Rapid, Heritable, and Tunable Division Control in Single Cells

crosson 

Wednesdays@NICO Seminar, Noon, October 14 2009, Chambers Hall, Lower Level

Prof. Sean Crosson, University of Chicago

Abstract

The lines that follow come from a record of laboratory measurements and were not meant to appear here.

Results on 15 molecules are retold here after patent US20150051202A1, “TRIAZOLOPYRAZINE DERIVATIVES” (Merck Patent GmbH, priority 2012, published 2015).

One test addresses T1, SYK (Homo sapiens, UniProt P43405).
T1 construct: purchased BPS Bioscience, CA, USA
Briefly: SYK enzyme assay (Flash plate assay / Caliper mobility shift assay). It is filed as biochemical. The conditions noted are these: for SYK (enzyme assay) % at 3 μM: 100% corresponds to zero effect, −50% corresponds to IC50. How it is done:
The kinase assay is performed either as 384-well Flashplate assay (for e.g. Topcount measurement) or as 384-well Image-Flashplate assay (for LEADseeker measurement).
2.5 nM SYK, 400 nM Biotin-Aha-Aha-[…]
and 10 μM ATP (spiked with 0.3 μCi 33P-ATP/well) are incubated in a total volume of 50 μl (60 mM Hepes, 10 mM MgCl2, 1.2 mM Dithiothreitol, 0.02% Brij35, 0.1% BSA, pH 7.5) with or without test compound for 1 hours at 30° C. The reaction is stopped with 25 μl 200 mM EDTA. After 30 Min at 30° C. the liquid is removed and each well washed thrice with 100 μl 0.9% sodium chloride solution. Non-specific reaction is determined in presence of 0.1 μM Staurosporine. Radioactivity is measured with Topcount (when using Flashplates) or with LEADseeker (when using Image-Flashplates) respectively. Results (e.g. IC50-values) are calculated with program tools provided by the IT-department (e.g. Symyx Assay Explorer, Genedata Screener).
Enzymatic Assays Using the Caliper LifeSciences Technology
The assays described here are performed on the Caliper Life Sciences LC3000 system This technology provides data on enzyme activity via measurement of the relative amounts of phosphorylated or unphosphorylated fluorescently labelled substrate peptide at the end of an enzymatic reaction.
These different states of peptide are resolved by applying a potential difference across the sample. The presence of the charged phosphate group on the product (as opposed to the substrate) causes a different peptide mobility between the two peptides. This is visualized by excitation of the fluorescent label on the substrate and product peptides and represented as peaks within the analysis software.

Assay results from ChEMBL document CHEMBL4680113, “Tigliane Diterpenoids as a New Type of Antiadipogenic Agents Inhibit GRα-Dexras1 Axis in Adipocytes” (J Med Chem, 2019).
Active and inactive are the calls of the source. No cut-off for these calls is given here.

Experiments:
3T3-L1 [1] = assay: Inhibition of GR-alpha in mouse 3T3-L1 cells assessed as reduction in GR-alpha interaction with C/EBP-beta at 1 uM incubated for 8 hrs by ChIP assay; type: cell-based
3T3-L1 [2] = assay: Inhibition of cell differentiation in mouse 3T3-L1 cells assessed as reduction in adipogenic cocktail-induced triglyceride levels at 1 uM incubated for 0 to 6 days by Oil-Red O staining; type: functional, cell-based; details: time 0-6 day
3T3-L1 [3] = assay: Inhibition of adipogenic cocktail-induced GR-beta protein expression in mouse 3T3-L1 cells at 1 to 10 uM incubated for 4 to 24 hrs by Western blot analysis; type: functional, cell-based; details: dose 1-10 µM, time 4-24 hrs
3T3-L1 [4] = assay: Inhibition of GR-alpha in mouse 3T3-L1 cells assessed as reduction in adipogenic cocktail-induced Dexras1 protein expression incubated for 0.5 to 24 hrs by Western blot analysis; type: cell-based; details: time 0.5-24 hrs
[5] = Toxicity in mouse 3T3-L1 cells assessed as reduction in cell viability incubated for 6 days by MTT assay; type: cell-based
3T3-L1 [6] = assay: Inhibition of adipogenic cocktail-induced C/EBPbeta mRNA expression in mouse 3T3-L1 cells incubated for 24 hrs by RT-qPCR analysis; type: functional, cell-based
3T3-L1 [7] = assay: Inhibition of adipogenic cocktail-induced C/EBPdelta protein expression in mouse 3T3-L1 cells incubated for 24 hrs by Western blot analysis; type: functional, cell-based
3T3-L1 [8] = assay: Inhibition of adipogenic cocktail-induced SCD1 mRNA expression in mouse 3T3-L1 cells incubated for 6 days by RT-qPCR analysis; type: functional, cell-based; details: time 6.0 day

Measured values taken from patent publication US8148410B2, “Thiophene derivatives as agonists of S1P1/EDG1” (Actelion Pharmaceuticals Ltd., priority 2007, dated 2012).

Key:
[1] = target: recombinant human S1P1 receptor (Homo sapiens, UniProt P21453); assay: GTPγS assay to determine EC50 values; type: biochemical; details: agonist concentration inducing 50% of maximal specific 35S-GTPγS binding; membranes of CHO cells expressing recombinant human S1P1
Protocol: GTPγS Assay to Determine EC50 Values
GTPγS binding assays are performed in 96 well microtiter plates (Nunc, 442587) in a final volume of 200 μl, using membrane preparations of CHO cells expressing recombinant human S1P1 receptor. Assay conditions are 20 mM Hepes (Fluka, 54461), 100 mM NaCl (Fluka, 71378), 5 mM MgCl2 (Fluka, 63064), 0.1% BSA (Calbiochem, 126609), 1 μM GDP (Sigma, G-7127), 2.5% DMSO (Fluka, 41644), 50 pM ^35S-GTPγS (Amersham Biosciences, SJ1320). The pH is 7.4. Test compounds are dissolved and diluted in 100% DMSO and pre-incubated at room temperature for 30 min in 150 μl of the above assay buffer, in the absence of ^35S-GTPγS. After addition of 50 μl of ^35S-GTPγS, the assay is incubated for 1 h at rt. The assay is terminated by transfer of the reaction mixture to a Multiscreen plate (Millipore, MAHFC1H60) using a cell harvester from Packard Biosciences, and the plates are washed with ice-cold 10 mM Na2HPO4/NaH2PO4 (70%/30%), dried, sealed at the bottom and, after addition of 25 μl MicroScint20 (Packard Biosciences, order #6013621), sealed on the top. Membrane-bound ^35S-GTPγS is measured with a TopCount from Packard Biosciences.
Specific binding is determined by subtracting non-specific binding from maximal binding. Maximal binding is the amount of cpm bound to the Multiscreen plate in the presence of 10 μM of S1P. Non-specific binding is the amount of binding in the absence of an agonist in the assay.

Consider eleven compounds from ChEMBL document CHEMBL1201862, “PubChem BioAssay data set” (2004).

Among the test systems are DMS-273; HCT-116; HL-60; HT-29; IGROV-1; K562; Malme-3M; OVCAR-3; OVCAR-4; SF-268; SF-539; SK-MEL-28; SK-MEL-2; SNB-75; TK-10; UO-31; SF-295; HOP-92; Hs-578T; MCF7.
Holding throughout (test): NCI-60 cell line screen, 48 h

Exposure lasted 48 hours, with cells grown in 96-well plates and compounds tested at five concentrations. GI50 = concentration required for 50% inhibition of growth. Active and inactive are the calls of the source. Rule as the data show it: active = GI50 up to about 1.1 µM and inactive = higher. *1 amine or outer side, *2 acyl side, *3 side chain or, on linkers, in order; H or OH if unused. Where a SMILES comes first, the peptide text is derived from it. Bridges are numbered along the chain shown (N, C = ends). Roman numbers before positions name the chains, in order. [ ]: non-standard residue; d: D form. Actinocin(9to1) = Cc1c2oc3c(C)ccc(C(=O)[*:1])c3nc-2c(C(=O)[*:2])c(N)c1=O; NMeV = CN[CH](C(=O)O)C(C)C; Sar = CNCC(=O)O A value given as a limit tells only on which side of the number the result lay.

The robust surface adherence property of the aquatic bacterium, Caulobacter crescentus, permits visualization of single cells in a linear microfluidic culture chamber over an extended number of generations. Analysis of the growth and division of single, isogenic cells reveals that the cell cycle control network of this bacterium generates division oscillations with a coefficient of variation that is lower than all other bacterial species measured to date. The regulatory protein, DivJ, is necessary for maintaining low variance in the frequency of division oscillations. Interdivision time and cell division arrest are significantly correlated between mother and daughter cells, providing evidence that the division control network in Caulobacter has deterministic properties. Finally, we show that the relative timing of phase transitions during the cell cycle can be specifically tuned by modulating the cell environment.